Not picking John Cooney as Ireland’s starting scrum-half for the Six Nations opener would be a brave call for new head coach Andy Farrell, according to Brian O’Driscoll.
The Leinster and Ireland legend was speaking to Off The Ball on Friday and stated that Farrell does not have an opportunity to experiment in the upcoming tournament.
“He doesn’t have a freebie this Six Nations. This isn’t a, ‘You know what? Just try your best and see. This is a building phase.’ It’s nonsense. There's no such thing as a building phase in the Six Nations. It just doesn’t exist.
“Because there are finances for each position that you finish in the pool which has a negative or positive knock-on effect on the IRFU and on salaries and everything that comes with it.
“That’s why there’s such huge importance put onto Six Nations and strong finishes within it,” O’Driscoll said.
While Farrell must pick his strongest team against Scotland in a few weeks' time, the former Ireland captain felt that deciding to pick the incumbents would be a mistake.
“Andy Farrell can look at this in a few different ways. He’s definitely under pressure to pick a few in-form players and I’m intrigued to see what happens in that regard.
“Obviously the most talked about position is probably scrum-half. In some ways, it would be a brave call not to pick John Cooney because he’s been a stand-out performer in Europe.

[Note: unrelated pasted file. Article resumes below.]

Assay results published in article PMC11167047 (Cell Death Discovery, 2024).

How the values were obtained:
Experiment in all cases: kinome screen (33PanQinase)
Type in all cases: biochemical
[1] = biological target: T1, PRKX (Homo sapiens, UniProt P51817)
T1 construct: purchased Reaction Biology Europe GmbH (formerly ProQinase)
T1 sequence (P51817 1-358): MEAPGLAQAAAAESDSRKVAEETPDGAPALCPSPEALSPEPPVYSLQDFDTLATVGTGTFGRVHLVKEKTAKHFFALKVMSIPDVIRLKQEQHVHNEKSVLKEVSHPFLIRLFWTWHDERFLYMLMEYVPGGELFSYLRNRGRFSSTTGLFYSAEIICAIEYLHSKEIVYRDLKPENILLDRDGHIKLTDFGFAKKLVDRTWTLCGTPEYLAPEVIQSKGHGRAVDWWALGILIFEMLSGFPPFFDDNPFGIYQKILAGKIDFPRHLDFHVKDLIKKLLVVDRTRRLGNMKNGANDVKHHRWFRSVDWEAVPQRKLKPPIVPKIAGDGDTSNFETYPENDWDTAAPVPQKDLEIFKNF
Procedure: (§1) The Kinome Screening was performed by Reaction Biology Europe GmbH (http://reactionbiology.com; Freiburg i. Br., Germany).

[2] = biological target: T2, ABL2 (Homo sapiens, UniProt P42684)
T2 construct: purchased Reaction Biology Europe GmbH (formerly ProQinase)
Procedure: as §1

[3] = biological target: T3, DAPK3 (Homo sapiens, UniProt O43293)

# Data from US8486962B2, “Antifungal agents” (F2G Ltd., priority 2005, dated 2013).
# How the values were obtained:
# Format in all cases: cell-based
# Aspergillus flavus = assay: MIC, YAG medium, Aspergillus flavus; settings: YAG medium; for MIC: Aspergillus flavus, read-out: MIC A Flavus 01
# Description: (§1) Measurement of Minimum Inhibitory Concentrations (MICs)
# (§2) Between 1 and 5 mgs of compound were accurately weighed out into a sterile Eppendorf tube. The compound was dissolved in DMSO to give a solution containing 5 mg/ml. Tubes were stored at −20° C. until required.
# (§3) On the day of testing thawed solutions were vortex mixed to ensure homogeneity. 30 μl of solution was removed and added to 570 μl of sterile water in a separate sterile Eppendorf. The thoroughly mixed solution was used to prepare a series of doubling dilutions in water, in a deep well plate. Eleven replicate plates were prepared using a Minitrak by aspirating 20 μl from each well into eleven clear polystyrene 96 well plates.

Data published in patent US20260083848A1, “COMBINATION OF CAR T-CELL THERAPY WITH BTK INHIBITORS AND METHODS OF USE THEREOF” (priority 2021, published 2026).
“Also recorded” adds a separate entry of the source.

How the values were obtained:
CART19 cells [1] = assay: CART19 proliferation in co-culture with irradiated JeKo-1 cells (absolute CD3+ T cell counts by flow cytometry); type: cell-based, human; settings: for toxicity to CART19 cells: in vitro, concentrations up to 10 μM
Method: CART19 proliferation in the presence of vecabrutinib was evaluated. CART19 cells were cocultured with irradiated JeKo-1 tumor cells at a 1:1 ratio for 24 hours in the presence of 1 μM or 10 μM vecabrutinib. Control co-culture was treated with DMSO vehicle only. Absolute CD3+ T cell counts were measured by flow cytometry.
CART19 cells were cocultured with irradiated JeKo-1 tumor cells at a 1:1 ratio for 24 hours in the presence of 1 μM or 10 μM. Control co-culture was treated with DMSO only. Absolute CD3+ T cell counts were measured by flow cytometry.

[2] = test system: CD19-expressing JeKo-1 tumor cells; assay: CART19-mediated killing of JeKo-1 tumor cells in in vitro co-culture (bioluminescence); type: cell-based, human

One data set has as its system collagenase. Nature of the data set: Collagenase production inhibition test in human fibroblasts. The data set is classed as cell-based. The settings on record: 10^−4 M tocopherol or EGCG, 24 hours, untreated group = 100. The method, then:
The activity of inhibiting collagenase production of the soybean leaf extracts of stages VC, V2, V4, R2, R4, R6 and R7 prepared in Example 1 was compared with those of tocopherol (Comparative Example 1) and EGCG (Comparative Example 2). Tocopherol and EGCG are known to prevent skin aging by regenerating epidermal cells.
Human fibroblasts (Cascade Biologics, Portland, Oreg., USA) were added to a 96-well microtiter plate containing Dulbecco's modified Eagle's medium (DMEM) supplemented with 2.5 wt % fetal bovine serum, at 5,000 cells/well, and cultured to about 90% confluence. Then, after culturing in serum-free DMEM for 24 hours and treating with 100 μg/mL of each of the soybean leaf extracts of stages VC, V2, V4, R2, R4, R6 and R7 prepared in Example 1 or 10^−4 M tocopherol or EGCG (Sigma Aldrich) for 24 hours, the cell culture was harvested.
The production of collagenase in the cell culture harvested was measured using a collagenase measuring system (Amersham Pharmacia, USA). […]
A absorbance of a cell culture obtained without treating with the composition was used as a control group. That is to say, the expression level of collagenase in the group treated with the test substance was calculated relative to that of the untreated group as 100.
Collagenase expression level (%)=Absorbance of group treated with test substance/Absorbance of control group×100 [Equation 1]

“He knows the tried and tested through Lions tours and through huge success with Ireland what Conor Murray can deliver. But in reality, John Cooney is the form player that warrants selection. That first-up selection will be intriguing,” O’Driscoll said.
While Murray is unlikely to be happy with being dropped, the former Lions captain felt that it could spur on the Munster scrum-half to regain his best form.
“Particularly world-class players tend to do that. They tend to respond. Sometimes you do need a kick up the backside and have the reality check that it’s not just plain sailing for you. It’s not your number nine jersey, or whatever position.
“You don’t just come in and your opposition gets handed the bib and you’re in the team. That’s a bad environment to create. I think this is a great chance to change that up,” O’Driscoll commented.
The Six Nations kicks off with Wales facing Italy on February 1st before Ireland take on Scotland at the Aviva Stadium later that day.
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